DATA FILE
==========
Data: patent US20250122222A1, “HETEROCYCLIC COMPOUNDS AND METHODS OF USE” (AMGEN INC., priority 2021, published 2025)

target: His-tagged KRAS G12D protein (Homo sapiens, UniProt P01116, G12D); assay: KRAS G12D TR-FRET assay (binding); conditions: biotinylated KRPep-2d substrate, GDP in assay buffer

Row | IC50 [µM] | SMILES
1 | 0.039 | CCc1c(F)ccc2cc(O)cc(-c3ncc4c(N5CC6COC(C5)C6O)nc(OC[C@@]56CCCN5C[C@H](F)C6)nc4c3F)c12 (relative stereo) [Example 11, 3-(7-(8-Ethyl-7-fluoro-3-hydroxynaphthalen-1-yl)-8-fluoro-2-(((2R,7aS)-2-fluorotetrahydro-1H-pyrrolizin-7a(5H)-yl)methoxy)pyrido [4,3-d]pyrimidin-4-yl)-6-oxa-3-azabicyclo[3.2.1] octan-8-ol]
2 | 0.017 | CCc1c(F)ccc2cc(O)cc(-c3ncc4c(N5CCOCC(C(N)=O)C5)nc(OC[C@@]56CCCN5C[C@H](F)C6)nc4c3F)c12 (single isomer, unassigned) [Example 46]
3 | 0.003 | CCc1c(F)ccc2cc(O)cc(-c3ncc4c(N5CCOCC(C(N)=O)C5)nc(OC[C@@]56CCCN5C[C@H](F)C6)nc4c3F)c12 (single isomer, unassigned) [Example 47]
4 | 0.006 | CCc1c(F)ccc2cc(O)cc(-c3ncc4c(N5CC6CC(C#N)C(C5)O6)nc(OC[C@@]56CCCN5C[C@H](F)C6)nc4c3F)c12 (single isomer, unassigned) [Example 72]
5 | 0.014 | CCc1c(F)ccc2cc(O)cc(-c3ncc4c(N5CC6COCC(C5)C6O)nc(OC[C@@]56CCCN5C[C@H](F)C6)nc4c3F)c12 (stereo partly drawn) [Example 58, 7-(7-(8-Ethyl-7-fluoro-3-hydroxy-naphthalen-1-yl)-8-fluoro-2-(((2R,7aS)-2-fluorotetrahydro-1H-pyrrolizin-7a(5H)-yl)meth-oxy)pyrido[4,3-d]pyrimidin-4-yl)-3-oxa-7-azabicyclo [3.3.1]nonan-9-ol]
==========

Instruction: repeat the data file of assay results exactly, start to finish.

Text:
Data: patent US20250122222A1, “HETEROCYCLIC COMPOUNDS AND METHODS OF USE” (AMGEN INC., priority 2021, published 2025)

target: His-tagged KRAS G12D protein (Homo sapiens, UniProt P01116, G12D); assay: KRAS G12D TR-FRET assay (binding); conditions: biotinylated KRPep-2d substrate, GDP in assay buffer

Row | IC50 [µM] | SMILES
1 | 0.039 | CCc1c(F)ccc2cc(O)cc(-c3ncc4c(N5CC6COC(C5)C6O)nc(OC[C@@]56CCCN5C[C@H](F)C6)nc4c3F)c12 (relative stereo) [Example 11, 3-(7-(8-Ethyl-7-fluoro-3-hydroxynaphthalen-1-yl)-8-fluoro-2-(((2R,7aS)-2-fluorotetrahydro-1H-pyrrolizin-7a(5H)-yl)methoxy)pyrido [4,3-d]pyrimidin-4-yl)-6-oxa-3-azabicyclo[3.2.1] octan-8-ol]
2 | 0.017 | CCc1c(F)ccc2cc(O)cc(-c3ncc4c(N5CCOCC(C(N)=O)C5)nc(OC[C@@]56CCCN5C[C@H](F)C6)nc4c3F)c12 (single isomer, unassigned) [Example 46]
3 | 0.003 | CCc1c(F)ccc2cc(O)cc(-c3ncc4c(N5CCOCC(C(N)=O)C5)nc(OC[C@@]56CCCN5C[C@H](F)C6)nc4c3F)c12 (single isomer, unassigned) [Example 47]
4 | 0.006 | CCc1c(F)ccc2cc(O)cc(-c3ncc4c(N5CC6CC(C#N)C(C5)O6)nc(OC[C@@]56CCCN5C[C@H](F)C6)nc4c3F)c12 (single isomer, unassigned) [Example 72]
5 | 0.014 | CCc1c(F)ccc2cc(O)cc(-c3ncc4c(N5CC6COCC(C5)C6O)nc(OC[C@@]56CCCN5C[C@H](F)C6)nc4c3F)c12 (stereo partly drawn) [Example 58, 7-(7-(8-Ethyl-7-fluoro-3-hydroxy-naphthalen-1-yl)-8-fluoro-2-(((2R,7aS)-2-fluorotetrahydro-1H-pyrrolizin-7a(5H)-yl)meth-oxy)pyrido[4,3-d]pyrimidin-4-yl)-3-oxa-7-azabicyclo [3.3.1]nonan-9-ol]